DAR ES SALAAM: FISCAL deficit is projected to narrow in the near term as the economic recovery bolsters domestic revenues and the pace of public spending slows, the World Bank says in its 19th Tanzania Economic Update.
The report launched in Dar es Salaam this week shows the central government’s overall fiscal deficit is projected to narrow slightly to 3.4 per cent of GDP in 2023/2024 financial year.
It says rebounding of economic activities and improved revenue mobilisation are expected to offset increased recurrent expenditures brought about by the fertiliser subsidy programme, additional recruitments in the health and education sector and the recent increases in the wages and salaries of civil servants.
The government launched a 150bn/- fertiliser subsidy programme during the 2022/23 financial year, to cushion farmers from the impacts of soaring prices of fertilisers.
It extended the programme for two other seasons (2023/2024/2025) as part of its reform policy to boost productivity and income on the farms.
“While the fertiliser subsidy programme, additional hiring in the education and health sectors and recent increase in the wages and salaries of civil servants are expected to keep recurrent expenditures elevated, rebounding economic activity and enhanced revenue mobilisation are expected to improve the fiscal outlook over the medium term.”
According to the update, the expected completion of large hydropower projects will help moderate capital spending and aid the consolidation effort. The central government’s overall deficit is projected to narrow by 1 percentage point of GDP by end of 2025.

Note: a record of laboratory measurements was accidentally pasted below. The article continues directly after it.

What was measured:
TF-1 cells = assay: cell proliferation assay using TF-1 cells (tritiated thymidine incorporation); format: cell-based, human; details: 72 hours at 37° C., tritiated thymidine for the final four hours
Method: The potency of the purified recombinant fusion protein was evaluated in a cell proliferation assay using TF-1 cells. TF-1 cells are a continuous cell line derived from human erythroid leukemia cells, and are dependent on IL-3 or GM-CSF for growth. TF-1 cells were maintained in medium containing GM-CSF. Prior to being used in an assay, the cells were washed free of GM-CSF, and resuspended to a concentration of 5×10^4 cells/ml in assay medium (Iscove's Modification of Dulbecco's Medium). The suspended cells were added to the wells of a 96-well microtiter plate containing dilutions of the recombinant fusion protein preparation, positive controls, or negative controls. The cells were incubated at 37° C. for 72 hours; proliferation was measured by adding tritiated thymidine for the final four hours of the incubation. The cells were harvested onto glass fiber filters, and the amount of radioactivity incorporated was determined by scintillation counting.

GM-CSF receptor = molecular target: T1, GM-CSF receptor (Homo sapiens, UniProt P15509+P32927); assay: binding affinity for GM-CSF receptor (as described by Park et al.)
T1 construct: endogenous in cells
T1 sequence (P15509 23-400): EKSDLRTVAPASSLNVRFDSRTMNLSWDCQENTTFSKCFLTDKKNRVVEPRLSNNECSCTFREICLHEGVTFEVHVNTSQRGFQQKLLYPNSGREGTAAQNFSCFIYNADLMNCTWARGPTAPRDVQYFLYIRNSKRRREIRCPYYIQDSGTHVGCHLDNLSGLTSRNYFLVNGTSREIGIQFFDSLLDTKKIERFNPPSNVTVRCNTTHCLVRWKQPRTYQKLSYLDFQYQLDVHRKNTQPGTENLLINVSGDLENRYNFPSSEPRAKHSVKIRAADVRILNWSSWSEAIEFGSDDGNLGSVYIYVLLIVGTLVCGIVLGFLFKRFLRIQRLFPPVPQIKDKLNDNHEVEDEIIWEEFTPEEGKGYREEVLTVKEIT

Growth and fiscal consolidation are expected to reduce the public debt stock from 43.8 per cent of GDP in 2022 to 41.9 per cent in the near term and about 38 per cent in the medium term.
However, outstanding VAT refunds and domestic expenditure arrears were estimated at about 3-4 per cent of GDP at end-2022 and implementing the recently approved Arrears Management Strategy will remain critical to strengthen fiscal management.
The government raised expenditure by 7.0 per cent to 44.39tri/- in the 2023/24 financial year up from 41.48 in the preceding year to shore up the economy against the fallout of the war in Ukraine and the continued aftermath of the coronavirus pandemic.
The lion’s share of the budget is expected to be financed by domestic revenue projected to reach 31.38tri/- or about 70.7 per cent of the total budget. Other sources will be grants and concessional loans from development partners estimated to reach about 5.47tri/- or 12.3 per cent of the total budget.
The government also expects to borrow 2.10tri/- from non-concessional sources to accelerate implementation of development projects.